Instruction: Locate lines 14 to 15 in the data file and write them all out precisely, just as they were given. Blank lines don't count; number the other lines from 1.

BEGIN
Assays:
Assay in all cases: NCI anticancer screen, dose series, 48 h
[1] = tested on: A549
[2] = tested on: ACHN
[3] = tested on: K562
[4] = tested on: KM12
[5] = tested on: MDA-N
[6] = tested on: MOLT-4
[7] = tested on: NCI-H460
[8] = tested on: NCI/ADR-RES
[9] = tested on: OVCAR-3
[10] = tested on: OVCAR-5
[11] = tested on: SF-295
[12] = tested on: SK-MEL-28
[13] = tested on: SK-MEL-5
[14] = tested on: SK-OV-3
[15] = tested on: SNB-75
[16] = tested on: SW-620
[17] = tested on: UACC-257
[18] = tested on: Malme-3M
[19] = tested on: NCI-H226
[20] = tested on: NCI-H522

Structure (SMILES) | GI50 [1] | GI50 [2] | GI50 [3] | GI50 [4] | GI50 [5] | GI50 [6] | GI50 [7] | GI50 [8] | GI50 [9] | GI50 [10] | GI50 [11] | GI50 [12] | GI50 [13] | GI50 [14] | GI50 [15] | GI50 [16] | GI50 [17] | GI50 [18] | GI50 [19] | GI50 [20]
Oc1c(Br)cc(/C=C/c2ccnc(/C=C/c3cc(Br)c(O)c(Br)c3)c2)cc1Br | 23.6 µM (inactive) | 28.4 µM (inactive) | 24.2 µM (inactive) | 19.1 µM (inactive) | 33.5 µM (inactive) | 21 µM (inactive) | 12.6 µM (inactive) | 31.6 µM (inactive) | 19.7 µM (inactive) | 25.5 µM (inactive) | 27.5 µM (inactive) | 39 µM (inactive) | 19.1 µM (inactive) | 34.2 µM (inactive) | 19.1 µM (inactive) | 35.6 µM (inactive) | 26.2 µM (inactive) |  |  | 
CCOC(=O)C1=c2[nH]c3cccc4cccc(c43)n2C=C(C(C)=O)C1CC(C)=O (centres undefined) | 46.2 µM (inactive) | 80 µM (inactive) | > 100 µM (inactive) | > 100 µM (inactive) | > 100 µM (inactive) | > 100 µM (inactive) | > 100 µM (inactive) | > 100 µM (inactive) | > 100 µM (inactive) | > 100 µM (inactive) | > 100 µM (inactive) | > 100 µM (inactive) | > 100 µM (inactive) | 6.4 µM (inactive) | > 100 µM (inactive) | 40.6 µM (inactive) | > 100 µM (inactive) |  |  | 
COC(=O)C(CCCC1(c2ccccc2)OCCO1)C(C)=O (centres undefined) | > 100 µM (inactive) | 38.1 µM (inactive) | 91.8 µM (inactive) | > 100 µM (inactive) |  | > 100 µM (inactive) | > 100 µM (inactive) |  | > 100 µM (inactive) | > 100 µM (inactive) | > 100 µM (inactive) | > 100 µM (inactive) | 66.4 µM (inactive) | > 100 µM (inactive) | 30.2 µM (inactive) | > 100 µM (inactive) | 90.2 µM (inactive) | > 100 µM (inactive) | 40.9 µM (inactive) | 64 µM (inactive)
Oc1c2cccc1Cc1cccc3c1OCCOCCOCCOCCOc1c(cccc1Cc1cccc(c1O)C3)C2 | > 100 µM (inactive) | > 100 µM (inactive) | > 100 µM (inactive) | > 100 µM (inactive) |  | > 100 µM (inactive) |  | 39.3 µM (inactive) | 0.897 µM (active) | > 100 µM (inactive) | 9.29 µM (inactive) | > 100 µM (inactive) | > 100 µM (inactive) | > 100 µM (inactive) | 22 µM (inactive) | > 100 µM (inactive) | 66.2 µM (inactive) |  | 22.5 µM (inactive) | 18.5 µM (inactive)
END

[12] = tested on: SK-MEL-28
[13] = tested on: SK-MEL-5